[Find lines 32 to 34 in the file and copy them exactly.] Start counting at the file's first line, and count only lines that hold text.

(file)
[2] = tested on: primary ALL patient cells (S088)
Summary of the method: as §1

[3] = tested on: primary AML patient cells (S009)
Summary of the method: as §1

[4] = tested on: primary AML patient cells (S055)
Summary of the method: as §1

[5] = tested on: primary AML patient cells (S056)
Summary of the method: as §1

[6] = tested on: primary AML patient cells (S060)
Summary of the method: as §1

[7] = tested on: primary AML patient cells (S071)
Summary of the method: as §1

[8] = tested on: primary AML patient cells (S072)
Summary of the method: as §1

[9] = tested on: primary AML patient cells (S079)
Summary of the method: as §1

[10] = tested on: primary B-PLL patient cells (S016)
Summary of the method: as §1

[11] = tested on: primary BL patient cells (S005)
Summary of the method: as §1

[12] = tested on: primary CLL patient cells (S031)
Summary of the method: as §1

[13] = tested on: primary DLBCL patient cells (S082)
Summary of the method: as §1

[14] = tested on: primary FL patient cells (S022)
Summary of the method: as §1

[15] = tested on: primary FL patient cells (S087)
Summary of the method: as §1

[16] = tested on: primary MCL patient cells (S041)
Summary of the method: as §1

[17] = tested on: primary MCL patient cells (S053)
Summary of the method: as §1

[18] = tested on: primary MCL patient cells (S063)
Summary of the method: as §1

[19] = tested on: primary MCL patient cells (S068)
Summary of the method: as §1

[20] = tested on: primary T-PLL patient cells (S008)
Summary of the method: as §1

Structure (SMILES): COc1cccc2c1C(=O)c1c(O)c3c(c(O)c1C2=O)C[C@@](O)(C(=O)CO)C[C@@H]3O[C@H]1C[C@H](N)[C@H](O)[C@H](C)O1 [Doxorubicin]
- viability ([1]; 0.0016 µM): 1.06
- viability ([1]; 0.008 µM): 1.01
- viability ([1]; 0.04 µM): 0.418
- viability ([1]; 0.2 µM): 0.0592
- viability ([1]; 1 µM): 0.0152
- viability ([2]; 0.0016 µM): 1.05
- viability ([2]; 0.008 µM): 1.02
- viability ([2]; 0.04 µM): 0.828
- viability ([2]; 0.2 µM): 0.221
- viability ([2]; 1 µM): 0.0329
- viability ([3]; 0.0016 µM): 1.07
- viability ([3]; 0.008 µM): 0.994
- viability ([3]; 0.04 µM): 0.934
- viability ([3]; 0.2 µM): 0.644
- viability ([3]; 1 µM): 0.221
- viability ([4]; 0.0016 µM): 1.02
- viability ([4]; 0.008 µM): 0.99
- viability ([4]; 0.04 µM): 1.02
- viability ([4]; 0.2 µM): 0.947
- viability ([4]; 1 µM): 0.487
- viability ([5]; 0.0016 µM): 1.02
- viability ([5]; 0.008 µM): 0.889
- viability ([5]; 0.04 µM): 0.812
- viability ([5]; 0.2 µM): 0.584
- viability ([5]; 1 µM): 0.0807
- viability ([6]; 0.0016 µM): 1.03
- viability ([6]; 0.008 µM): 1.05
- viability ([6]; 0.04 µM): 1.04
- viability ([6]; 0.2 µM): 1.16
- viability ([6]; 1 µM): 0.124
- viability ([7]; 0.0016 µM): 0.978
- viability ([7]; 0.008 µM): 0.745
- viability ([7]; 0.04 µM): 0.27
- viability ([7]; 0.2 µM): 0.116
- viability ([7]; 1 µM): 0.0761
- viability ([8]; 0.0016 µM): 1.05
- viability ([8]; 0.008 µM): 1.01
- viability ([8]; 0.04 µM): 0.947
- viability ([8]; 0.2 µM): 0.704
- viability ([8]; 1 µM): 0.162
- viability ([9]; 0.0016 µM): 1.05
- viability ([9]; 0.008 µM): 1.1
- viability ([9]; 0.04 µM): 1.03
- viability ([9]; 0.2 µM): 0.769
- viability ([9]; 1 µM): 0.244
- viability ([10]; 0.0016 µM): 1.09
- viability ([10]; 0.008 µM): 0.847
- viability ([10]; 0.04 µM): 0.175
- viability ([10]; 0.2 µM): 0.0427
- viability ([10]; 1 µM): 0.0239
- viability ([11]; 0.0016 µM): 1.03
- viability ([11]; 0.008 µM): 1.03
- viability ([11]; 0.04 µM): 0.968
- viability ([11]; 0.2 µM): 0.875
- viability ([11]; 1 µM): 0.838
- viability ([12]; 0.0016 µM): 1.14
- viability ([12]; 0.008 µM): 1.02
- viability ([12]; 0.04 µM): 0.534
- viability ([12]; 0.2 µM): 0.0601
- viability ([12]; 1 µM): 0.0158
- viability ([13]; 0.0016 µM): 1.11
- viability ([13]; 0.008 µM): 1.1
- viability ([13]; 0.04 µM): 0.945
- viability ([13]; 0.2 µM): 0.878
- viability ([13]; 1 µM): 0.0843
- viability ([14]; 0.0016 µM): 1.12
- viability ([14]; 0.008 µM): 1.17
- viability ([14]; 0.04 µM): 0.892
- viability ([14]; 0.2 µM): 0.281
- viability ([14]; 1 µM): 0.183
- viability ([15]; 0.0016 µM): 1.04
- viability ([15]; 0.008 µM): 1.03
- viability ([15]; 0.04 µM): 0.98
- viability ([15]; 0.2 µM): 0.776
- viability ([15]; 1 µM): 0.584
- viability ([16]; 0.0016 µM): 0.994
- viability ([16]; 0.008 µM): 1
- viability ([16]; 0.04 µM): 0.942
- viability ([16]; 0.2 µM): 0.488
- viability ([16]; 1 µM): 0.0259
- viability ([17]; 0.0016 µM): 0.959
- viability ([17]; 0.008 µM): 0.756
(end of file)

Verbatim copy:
Summary of the method: as §1

[18] = tested on: primary MCL patient cells (S063)
Summary of the method: as §1